As we prepare for this September's United Nations Summit on the Millennium Development Goals, we must recognize the major impediment to development posed by drug abuse and illicit trafficking. As this year's theme stresses, it is time to "Think Health, Not Drugs".
Drug abuse poses significant health challenges. Injecting drug use is a leading cause of the spread of HIV. In some parts of the world, heroin use and HIV have reached epidemic proportions. Drug control - including prevention and measures to reduce the harmful effects of drug use - is therefore an important part of the battle to combat HIV/AIDS.
Drugs are a threat to the environment. Coca cultivation destroys vast swathes of Andean rain forest - the lungs of our planet - as well as national parks. Chemicals used to make cocaine poison local streams.
The illicit drug trade also undermines governance, institutions and societal cohesion. Drug traffickers typically seek routes where the rule of law is weak. In turn, drug-related crime deepens vulnerability to instability and poverty.
To break this vicious circle, it is essential to promote development in drug-growing regions. Our work to achieve the MDGs and fight drugs must go hand-in-hand. In seeking to eradicate illicit crops, we must also work to wipe out poverty.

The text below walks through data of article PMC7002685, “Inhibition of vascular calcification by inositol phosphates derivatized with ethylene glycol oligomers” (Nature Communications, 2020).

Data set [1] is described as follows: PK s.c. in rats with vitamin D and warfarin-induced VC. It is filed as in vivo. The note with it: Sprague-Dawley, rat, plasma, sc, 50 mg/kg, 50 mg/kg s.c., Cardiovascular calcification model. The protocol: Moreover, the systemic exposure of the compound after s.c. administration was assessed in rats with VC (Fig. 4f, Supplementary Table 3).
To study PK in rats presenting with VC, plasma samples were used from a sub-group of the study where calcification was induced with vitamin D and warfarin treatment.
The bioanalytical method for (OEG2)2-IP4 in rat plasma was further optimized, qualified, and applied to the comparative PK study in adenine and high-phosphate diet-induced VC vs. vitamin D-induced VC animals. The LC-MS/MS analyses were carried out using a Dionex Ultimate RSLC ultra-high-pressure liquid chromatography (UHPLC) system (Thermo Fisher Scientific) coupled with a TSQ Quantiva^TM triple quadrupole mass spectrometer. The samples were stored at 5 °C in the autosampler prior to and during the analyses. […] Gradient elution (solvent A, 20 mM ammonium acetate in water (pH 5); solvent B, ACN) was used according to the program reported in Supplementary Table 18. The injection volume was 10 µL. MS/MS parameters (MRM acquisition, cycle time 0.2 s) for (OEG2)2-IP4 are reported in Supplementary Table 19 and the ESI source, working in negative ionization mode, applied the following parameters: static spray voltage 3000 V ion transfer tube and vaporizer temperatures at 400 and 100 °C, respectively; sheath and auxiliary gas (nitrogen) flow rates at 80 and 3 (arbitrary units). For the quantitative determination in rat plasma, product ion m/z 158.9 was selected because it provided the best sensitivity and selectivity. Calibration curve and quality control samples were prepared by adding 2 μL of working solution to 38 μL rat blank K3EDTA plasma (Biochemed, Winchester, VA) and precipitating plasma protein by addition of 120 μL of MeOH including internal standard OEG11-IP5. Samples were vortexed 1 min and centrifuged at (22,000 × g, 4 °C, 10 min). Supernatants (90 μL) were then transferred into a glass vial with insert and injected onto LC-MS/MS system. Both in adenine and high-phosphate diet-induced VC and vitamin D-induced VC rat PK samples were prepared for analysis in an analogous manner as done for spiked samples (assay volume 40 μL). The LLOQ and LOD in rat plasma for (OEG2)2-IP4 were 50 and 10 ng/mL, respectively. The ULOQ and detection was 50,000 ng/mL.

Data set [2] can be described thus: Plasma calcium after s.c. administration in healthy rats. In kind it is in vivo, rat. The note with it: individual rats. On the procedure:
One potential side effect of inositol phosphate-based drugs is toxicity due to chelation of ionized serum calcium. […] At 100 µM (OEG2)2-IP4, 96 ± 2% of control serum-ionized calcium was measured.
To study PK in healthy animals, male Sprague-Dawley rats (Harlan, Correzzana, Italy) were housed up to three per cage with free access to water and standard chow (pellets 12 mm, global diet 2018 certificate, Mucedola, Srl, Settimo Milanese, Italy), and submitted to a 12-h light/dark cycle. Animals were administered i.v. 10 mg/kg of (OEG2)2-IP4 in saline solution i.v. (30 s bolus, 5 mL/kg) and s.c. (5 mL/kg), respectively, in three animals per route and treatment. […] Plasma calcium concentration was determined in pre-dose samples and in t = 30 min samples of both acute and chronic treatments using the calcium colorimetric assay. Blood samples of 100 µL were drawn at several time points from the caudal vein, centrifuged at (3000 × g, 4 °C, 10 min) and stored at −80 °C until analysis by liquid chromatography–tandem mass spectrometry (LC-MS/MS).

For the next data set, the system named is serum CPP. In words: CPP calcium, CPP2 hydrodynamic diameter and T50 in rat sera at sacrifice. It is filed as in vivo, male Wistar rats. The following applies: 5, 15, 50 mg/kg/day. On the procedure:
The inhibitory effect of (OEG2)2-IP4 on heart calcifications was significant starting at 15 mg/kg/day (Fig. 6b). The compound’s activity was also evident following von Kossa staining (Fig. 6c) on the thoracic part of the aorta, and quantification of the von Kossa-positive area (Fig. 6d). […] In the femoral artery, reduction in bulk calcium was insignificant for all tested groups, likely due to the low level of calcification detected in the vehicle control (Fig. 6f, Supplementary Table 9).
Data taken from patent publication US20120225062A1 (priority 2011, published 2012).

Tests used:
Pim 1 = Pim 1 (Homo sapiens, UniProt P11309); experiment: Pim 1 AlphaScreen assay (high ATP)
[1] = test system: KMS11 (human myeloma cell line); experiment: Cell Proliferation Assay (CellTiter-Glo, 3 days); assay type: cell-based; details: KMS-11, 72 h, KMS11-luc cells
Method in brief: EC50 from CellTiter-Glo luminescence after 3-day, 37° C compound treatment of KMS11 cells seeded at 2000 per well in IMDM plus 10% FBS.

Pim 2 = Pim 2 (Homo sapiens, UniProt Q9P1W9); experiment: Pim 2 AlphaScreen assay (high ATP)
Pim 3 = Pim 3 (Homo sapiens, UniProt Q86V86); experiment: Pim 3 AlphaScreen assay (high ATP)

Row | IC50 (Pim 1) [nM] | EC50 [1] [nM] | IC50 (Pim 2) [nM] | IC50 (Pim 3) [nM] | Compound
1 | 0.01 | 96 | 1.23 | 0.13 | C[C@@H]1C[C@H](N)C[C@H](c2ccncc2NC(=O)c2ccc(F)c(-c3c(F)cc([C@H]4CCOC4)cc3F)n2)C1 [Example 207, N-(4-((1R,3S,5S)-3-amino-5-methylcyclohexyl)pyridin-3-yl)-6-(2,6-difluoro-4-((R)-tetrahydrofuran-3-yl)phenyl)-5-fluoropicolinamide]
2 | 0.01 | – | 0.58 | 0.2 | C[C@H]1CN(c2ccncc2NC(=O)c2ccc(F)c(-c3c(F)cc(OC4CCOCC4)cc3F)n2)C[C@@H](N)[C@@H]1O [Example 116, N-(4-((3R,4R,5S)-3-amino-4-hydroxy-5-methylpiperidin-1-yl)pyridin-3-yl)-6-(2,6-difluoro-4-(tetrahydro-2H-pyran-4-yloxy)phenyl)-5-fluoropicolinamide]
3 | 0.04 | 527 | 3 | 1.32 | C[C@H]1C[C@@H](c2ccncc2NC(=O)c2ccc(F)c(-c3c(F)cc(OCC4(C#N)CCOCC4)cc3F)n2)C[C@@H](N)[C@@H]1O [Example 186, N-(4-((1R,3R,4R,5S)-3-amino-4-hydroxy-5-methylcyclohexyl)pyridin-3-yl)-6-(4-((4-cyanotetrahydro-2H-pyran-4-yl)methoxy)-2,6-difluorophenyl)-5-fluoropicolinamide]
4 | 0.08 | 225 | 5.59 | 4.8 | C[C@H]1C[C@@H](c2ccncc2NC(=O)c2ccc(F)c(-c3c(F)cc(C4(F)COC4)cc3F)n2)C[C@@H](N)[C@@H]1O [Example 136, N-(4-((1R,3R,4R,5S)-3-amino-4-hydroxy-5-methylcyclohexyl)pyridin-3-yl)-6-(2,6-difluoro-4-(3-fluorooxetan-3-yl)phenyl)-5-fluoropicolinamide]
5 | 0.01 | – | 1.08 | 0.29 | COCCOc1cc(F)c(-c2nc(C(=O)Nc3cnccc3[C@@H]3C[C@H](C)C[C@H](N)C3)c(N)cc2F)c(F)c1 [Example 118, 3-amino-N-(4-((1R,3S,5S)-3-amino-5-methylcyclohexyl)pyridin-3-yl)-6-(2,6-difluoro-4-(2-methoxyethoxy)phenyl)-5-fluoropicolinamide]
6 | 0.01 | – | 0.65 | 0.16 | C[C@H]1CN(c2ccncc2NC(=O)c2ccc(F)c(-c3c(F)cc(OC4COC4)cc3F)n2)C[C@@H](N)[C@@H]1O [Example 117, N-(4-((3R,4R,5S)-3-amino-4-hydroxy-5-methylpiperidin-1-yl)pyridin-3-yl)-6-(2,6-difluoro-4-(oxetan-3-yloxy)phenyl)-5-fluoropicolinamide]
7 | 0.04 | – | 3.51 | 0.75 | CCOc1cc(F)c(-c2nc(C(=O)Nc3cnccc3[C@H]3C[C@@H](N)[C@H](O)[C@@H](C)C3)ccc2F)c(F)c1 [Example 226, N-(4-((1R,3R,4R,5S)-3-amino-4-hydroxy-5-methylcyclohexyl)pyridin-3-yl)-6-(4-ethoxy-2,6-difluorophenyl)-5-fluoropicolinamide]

Recent worrying trends - in parts of West Africa and Central America - show how drug trafficking can threaten the security, and even the sovereignty, of states. That is why the United Nations is putting a stronger emphasis on enhancing justice and fighting crime in peace-building and peace-keeping operations.
National governments must also do their part. I urge all states to become parties to the United Nations Convention against Transnational Organized Crime. I also call on states to live up to their commitments, as Parties to the UN Convention against Corruption, to strengthen integrity and reduce the corruption that facilitates the drug trade.
On this International Day Against Drug Abuse and Illicit Trafficking, let us reaffirm our commitment to this shared responsibility within our communities, and among the family of nations.